Scientists at the NIH say they have developed a three-dimensional (3D) structure that allows them to see how and where disease mutations on the twinkle protein, which is involved in helping cells use energy our bodies convert from food, can lead to treatments for mitochondrial diseases.

Prior to the development of this 3D structure, researchers only had models and were unable to determine how these mutations contribute to disease. Mitochondrial diseases are a group of inherited conditions that affect 1 in 5,000 people and have very few treatments.

The NIH study “Structural insight and characterization of human Twinkle helicase in mitochondrial disease” appears in PNAS.

“Twinkle is the mammalian helicase vital for replication and integrity of mitochondrial DNA. Over 90 Twinkle helicase disease variants have been linked to progressive external ophthalmoplegia and ataxia neuropathies among other mitochondrial diseases. Despite the biological and clinical importance, Twinkle represents the only remaining component of the human minimal mitochondrial replisome that has yet to be structurally characterized,” write the investigators.

“Here, we present 3-dimensional structures of human Twinkle W315L. Employing cryo-electron microscopy (cryo-EM), we characterize the oligomeric assemblies of human full-length Twinkle W315L, define its multimeric interface, and map clinical variants associated with Twinkle in inherited mitochondrial disease. Cryo-EM, crosslinking-mass spectrometry, and molecular dynamics simulations provide insight into the dynamic movement and molecular consequences of the W315L clinical variant.

“Collectively, this ensemble of structures outlines a framework for studying Twinkle function in mitochondrial DNA replication and associated disease states.”

“For the first time, we can map the mutations that are causing a number of these devastating diseases,” said lead author Amanda A. Riccio, PhD, and researcher in the National Institute of Environmental Health Sciences (NIEHS) Mitochondrial DNA Replication Group. “Clinicians can now see where these mutations lie and can use this information to help pinpoint causes and help families make choices, including decisions about having more children.”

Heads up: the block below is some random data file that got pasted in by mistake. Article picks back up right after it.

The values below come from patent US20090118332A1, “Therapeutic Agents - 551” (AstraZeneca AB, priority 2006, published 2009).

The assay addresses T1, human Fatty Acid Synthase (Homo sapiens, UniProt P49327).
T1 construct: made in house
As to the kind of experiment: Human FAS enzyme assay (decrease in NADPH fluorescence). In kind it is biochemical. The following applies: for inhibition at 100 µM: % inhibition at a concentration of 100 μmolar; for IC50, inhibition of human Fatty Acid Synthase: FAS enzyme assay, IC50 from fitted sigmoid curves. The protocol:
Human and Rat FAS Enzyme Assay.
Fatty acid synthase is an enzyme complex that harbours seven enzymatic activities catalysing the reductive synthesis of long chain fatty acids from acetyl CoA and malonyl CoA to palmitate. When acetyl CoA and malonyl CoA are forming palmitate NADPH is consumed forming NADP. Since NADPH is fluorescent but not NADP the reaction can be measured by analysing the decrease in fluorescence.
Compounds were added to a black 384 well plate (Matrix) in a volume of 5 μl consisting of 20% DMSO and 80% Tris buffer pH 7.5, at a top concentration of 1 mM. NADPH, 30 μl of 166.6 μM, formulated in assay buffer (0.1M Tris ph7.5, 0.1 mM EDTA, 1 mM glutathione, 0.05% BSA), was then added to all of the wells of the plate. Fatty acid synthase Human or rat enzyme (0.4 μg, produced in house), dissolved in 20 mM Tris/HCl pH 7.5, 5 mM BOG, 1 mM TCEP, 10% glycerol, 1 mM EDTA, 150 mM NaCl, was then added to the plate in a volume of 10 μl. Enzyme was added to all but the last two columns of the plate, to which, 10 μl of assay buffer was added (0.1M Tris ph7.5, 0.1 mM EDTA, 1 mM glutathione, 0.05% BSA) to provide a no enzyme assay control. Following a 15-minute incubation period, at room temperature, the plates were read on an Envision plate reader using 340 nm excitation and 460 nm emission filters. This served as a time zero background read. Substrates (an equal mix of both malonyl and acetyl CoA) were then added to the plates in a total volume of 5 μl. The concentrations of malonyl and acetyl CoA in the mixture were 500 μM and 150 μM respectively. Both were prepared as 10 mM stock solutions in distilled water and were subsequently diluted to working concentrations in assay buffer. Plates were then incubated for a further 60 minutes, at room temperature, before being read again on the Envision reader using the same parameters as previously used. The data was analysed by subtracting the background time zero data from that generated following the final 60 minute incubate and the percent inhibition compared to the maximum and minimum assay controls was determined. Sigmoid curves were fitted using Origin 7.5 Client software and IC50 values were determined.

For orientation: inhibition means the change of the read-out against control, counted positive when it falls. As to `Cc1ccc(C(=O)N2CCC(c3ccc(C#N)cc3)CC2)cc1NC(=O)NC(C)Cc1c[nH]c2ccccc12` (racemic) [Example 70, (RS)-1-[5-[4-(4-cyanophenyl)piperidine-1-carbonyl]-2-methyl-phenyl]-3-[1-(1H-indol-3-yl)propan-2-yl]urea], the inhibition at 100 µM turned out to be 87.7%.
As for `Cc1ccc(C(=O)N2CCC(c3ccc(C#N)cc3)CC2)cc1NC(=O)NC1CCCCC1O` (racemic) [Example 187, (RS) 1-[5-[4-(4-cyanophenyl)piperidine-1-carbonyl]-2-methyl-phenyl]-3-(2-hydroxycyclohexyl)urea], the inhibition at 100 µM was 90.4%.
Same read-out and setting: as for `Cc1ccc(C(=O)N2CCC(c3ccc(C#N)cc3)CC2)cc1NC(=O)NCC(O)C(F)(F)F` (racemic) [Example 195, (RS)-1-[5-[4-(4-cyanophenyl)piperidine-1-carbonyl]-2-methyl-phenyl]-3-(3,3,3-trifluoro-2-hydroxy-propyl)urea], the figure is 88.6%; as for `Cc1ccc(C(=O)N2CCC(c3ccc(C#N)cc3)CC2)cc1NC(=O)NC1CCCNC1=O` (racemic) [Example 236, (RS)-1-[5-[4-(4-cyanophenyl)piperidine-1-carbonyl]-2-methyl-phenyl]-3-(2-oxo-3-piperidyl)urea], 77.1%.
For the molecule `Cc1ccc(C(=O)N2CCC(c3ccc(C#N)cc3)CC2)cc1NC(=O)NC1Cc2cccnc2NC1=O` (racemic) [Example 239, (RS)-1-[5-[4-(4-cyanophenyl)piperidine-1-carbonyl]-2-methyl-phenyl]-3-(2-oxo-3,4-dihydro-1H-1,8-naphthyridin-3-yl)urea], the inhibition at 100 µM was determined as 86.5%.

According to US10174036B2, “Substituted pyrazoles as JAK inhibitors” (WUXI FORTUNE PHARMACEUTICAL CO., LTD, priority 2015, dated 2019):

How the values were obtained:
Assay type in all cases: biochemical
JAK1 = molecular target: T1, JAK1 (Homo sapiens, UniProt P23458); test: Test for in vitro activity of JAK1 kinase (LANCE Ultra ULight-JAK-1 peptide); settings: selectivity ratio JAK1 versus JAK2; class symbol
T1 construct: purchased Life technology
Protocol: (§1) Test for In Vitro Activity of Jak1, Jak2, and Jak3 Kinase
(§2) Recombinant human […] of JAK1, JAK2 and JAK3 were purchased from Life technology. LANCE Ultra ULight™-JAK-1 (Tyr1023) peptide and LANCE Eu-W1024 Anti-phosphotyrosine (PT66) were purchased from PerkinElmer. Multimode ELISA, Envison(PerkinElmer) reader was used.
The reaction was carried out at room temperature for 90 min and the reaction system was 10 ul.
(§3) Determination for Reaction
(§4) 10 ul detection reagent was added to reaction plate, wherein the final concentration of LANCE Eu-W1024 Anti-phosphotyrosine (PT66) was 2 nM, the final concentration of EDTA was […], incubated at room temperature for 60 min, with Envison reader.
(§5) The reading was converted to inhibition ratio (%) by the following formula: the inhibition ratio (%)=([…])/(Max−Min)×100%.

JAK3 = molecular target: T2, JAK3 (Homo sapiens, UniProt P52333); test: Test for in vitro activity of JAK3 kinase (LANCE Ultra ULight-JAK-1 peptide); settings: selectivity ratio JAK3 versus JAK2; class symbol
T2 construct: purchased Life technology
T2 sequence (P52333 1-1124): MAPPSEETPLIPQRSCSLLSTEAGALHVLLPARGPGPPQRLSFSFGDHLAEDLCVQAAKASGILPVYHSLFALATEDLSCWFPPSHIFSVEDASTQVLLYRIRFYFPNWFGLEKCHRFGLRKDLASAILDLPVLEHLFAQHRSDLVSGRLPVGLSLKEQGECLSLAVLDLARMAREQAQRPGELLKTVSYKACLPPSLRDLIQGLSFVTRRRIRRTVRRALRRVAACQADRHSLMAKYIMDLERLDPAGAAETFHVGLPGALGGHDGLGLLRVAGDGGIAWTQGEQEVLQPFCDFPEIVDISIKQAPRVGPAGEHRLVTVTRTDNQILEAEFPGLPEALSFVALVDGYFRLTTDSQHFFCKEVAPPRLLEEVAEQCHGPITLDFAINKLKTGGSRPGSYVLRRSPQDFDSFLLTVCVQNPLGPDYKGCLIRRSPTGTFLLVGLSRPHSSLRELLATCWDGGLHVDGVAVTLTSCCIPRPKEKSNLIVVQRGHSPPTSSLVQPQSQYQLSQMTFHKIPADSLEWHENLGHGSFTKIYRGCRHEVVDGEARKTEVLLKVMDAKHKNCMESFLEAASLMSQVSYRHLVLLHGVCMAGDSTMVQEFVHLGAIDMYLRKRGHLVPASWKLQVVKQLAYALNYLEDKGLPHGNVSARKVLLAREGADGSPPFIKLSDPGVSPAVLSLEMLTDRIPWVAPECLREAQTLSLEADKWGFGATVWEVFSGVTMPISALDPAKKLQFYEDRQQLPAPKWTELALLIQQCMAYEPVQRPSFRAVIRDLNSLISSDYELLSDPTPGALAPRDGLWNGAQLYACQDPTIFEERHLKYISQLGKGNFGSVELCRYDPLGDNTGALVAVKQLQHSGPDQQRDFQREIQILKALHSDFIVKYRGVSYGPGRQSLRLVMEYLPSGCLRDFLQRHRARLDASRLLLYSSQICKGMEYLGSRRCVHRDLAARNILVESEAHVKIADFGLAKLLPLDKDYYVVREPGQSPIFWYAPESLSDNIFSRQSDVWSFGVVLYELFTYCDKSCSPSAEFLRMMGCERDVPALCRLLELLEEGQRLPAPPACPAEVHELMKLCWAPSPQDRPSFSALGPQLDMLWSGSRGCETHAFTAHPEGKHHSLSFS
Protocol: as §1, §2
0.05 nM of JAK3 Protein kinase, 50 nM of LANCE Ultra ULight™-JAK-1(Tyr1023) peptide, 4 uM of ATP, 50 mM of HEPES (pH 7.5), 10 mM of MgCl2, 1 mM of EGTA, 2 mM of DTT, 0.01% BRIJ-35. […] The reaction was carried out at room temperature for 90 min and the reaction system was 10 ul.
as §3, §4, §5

Findings may lead to targeted treatments

The new findings will be particularly relevant for developing targeted treatments for patients who suffer from mitochondrial diseases such as progressive external ophthalmoplegia, a condition that can lead to loss of muscle functions involved in eye and eyelid movement, Perrault syndrome, a rare genetic disorder that can cause hearing loss, infantile-onset spinocerebellar ataxia, a hereditary neurological disorder, and hepatocerebral mitochondrial DNA (mtDNA) depletion syndrome, a hereditary disease that can lead to liver failure and neurological complications during infancy.

The NIH paper describes how the NIEHS researchers were the first to accurately map clinically relevant variants in the twinkle helicase, which unwinds the mitochondrial double helix. The twinkle structure and all the coordinates are now available in the open data Protein Data Bank that is freely available to all researchers.

“The structure of twinkle has eluded researchers for many years. It’s a difficult protein to work with,” noted William C. Copeland, PhD, who leads the Mitochondrial DNA Replication Group and is the corresponding author on the paper. “By stabilizing the protein and using the best equipment in the world we were able to build the last missing piece for the human mitochondrial DNA replisome.”

The researchers used cryo-electron microscopy (CryoEM), which allowed them to see inside the protein and the intricate structures of hundreds of amino acids or residues and how they interact. The final structure shows a multi-protein circular arrangement. They also used mass spectrometry to verify the structure and then did computer simulations to understand why the mutation results in disease.

Within twinkle, the team was able to map up to 25 disease-causing mutations. They found that many of these disease mutations map right at the junction of two protein subunits, suggesting that mutations in this region would weaken how the subunits interact and make the helicase unable to function.

“The arrangement of twinkle is a lot like a puzzle. A clinical mutation can change the shape of the twinkle pieces, and they may no longer fit together properly to carry out the intended function,” Riccio explained.

“What is so beautiful about Riccio and the team’s work is that the structure allows you to see so many of these disease mutations assembled in one place,” said Matthew J. Longley, PhD, an author and NIEHS researcher. “It is  unusual to see one paper that explains so many clinical mutations. Thanks to this work, we are one step closer to having information that can be used to develop treatments for these debilitating diseases.”

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